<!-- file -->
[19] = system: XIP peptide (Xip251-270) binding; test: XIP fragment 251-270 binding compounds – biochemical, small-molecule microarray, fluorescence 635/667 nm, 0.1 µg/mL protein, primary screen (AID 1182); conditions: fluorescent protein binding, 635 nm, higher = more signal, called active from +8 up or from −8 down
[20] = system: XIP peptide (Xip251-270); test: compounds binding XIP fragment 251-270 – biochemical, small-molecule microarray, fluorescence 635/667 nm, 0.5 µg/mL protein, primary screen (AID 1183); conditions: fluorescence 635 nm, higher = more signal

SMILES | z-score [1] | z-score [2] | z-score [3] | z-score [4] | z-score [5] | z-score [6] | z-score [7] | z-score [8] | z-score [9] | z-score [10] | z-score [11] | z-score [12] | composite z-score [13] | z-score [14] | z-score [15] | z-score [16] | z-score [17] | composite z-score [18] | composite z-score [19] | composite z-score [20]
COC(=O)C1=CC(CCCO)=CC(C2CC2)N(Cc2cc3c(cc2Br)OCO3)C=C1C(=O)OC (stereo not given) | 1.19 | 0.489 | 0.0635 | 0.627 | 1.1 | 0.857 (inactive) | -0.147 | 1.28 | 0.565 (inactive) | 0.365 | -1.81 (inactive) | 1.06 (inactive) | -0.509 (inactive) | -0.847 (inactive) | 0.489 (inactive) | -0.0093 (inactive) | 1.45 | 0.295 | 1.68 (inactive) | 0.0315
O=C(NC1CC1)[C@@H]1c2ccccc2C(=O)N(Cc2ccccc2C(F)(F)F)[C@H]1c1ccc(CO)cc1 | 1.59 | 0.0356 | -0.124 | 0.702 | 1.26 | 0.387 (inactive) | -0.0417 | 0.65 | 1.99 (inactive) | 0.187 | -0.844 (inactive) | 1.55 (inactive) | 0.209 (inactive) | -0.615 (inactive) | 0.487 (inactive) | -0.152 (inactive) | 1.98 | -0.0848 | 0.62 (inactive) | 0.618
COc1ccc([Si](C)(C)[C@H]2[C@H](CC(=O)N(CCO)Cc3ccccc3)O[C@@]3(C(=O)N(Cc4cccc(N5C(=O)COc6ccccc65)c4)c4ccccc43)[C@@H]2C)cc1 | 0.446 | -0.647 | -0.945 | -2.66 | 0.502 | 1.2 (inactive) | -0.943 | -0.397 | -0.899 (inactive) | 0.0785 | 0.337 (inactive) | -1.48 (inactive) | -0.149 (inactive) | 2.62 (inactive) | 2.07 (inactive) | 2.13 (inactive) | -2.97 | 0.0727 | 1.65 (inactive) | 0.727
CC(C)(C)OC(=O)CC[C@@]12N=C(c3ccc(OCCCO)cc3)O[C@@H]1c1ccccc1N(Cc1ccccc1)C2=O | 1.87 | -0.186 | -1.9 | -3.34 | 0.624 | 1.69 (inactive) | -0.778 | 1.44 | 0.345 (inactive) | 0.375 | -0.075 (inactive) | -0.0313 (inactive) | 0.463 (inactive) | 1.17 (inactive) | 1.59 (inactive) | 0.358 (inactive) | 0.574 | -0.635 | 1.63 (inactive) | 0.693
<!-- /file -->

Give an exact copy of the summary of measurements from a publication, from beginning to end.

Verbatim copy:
[19] = system: XIP peptide (Xip251-270) binding; test: XIP fragment 251-270 binding compounds – biochemical, small-molecule microarray, fluorescence 635/667 nm, 0.1 µg/mL protein, primary screen (AID 1182); conditions: fluorescent protein binding, 635 nm, higher = more signal, called active from +8 up or from −8 down
[20] = system: XIP peptide (Xip251-270); test: compounds binding XIP fragment 251-270 – biochemical, small-molecule microarray, fluorescence 635/667 nm, 0.5 µg/mL protein, primary screen (AID 1183); conditions: fluorescence 635 nm, higher = more signal

SMILES | z-score [1] | z-score [2] | z-score [3] | z-score [4] | z-score [5] | z-score [6] | z-score [7] | z-score [8] | z-score [9] | z-score [10] | z-score [11] | z-score [12] | composite z-score [13] | z-score [14] | z-score [15] | z-score [16] | z-score [17] | composite z-score [18] | composite z-score [19] | composite z-score [20]
COC(=O)C1=CC(CCCO)=CC(C2CC2)N(Cc2cc3c(cc2Br)OCO3)C=C1C(=O)OC (stereo not given) | 1.19 | 0.489 | 0.0635 | 0.627 | 1.1 | 0.857 (inactive) | -0.147 | 1.28 | 0.565 (inactive) | 0.365 | -1.81 (inactive) | 1.06 (inactive) | -0.509 (inactive) | -0.847 (inactive) | 0.489 (inactive) | -0.0093 (inactive) | 1.45 | 0.295 | 1.68 (inactive) | 0.0315
O=C(NC1CC1)[C@@H]1c2ccccc2C(=O)N(Cc2ccccc2C(F)(F)F)[C@H]1c1ccc(CO)cc1 | 1.59 | 0.0356 | -0.124 | 0.702 | 1.26 | 0.387 (inactive) | -0.0417 | 0.65 | 1.99 (inactive) | 0.187 | -0.844 (inactive) | 1.55 (inactive) | 0.209 (inactive) | -0.615 (inactive) | 0.487 (inactive) | -0.152 (inactive) | 1.98 | -0.0848 | 0.62 (inactive) | 0.618
COc1ccc([Si](C)(C)[C@H]2[C@H](CC(=O)N(CCO)Cc3ccccc3)O[C@@]3(C(=O)N(Cc4cccc(N5C(=O)COc6ccccc65)c4)c4ccccc43)[C@@H]2C)cc1 | 0.446 | -0.647 | -0.945 | -2.66 | 0.502 | 1.2 (inactive) | -0.943 | -0.397 | -0.899 (inactive) | 0.0785 | 0.337 (inactive) | -1.48 (inactive) | -0.149 (inactive) | 2.62 (inactive) | 2.07 (inactive) | 2.13 (inactive) | -2.97 | 0.0727 | 1.65 (inactive) | 0.727
CC(C)(C)OC(=O)CC[C@@]12N=C(c3ccc(OCCCO)cc3)O[C@@H]1c1ccccc1N(Cc1ccccc1)C2=O | 1.87 | -0.186 | -1.9 | -3.34 | 0.624 | 1.69 (inactive) | -0.778 | 1.44 | 0.345 (inactive) | 0.375 | -0.075 (inactive) | -0.0313 (inactive) | 0.463 (inactive) | 1.17 (inactive) | 1.59 (inactive) | 0.358 (inactive) | 0.574 | -0.635 | 1.63 (inactive) | 0.693